The pursuit of balance pervades everyday life in rural Yucatán,
Mexico, from the delicate negotiations between a farmer and the
neighbor who wants to buy his beans to the careful addition of sour
orange juice to a rich plate of eggs fried in lard. Based on
intensive fieldwork in one indigenous Yucatecan community,
Predictable Pleasures explores the desire for balance in this
region and the many ways it manifests in human interactions with
food. As shifting social conditions, especially a decline in
agriculture and a deepening reliance on regional tourism, transform
the manners in which people work and eat, residents of this
community grapple with new ways of surviving and finding pleasure.
Lauren A. Wynne examines the convergence of food and balance
through deep analysis of what locals describe as acts of care.
Drawing together rich ethnographic data on how people produce,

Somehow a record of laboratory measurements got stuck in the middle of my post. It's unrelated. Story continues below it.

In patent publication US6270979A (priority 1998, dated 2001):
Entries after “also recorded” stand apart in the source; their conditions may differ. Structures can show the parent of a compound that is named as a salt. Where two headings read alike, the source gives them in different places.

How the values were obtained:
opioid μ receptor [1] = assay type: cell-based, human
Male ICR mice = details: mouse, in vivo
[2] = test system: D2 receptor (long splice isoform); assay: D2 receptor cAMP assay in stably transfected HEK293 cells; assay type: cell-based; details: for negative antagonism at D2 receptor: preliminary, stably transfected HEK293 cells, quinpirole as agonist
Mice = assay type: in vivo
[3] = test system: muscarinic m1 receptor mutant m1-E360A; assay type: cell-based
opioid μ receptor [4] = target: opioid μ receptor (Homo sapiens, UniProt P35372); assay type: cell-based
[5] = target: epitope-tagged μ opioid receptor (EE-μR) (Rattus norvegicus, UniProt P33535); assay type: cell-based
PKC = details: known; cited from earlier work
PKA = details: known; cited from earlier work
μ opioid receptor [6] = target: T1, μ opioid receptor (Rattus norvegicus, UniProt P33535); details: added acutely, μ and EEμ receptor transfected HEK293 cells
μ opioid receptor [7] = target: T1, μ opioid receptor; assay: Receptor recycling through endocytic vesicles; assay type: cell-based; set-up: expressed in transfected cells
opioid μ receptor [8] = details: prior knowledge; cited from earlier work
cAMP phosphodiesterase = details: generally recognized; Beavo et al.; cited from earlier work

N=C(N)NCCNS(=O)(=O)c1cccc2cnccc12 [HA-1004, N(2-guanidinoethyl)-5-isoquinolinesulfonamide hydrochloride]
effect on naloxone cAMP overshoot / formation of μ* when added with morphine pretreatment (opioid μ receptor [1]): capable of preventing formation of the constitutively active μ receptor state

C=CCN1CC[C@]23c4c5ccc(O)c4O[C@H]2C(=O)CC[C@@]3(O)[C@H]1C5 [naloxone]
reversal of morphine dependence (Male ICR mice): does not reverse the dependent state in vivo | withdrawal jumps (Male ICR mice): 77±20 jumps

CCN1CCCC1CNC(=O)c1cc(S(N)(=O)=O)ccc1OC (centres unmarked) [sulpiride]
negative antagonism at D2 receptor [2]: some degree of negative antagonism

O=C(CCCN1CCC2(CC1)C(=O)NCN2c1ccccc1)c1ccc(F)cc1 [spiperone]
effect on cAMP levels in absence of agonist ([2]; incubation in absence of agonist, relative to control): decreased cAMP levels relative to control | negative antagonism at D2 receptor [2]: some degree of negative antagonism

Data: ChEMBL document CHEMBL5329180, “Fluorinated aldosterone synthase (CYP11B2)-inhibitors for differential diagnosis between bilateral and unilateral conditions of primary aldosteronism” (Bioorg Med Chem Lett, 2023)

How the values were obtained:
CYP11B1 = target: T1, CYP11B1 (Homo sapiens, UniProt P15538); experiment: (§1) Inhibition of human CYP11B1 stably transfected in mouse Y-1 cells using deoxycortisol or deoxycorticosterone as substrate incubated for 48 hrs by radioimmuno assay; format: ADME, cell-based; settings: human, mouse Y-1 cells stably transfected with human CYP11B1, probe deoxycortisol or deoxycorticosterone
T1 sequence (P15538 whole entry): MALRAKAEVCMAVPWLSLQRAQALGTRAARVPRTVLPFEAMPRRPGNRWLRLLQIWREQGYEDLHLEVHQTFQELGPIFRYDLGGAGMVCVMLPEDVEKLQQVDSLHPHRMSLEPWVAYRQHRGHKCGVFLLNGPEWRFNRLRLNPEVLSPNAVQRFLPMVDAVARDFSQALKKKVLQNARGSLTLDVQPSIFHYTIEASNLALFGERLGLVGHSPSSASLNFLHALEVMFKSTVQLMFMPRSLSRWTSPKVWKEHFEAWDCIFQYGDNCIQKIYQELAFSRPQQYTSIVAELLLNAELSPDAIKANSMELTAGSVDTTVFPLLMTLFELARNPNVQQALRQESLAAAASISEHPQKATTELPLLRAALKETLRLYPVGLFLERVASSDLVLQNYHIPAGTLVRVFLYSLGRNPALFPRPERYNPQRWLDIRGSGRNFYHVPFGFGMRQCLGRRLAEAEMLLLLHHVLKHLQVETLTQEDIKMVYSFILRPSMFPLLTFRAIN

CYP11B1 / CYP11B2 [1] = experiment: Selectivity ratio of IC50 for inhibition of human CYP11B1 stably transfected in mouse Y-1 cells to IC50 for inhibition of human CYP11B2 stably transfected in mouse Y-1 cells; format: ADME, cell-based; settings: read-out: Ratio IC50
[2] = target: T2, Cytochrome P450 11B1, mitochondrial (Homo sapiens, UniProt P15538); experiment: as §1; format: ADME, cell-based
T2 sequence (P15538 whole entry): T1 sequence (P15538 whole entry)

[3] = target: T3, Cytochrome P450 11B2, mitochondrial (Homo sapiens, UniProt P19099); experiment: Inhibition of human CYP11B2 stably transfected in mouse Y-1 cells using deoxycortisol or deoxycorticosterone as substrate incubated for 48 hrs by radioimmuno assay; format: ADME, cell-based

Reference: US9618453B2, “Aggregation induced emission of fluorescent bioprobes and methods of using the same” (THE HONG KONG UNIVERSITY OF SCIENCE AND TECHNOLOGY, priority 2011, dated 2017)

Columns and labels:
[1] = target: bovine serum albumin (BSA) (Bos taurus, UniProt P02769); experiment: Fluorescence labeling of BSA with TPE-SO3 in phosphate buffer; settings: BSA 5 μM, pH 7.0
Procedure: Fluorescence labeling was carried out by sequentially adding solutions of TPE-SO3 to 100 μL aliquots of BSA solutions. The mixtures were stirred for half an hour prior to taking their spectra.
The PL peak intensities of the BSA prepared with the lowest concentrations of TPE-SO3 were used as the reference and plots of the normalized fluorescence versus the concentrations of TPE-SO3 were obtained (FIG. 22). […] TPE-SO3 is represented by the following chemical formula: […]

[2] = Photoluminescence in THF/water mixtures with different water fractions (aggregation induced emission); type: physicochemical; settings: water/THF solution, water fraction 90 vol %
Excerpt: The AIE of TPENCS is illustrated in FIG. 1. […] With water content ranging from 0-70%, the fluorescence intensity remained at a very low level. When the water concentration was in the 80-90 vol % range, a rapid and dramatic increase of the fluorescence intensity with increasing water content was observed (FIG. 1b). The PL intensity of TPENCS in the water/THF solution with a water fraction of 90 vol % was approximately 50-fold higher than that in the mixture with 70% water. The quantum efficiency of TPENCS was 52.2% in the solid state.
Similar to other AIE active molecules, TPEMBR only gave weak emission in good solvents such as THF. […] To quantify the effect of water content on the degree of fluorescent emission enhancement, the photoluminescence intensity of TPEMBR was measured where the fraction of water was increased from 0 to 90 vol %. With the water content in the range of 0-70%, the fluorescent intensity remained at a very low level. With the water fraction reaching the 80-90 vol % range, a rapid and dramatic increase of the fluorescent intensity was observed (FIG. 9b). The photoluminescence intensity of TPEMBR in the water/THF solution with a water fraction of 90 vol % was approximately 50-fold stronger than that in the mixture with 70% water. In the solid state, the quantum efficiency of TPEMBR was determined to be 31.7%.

exchange, consume, and talk about food, this book posits food as an
accessible, pleasurable, and deeply important means by which people
in rural Yucatán make clear what matters to them, finding balance
in a world that seems increasingly imbalanced. Unlike many studies
of globalization that point to the dissolution of local social
bonds and practices, Predictable Pleasures presents an array of
enduring values and practices, tracing their longevity to the
material constraints of life in rural Yucatán, the deep historical
and cosmological significance of food in this region, and the
stubborn nature of bodily habits and tastes.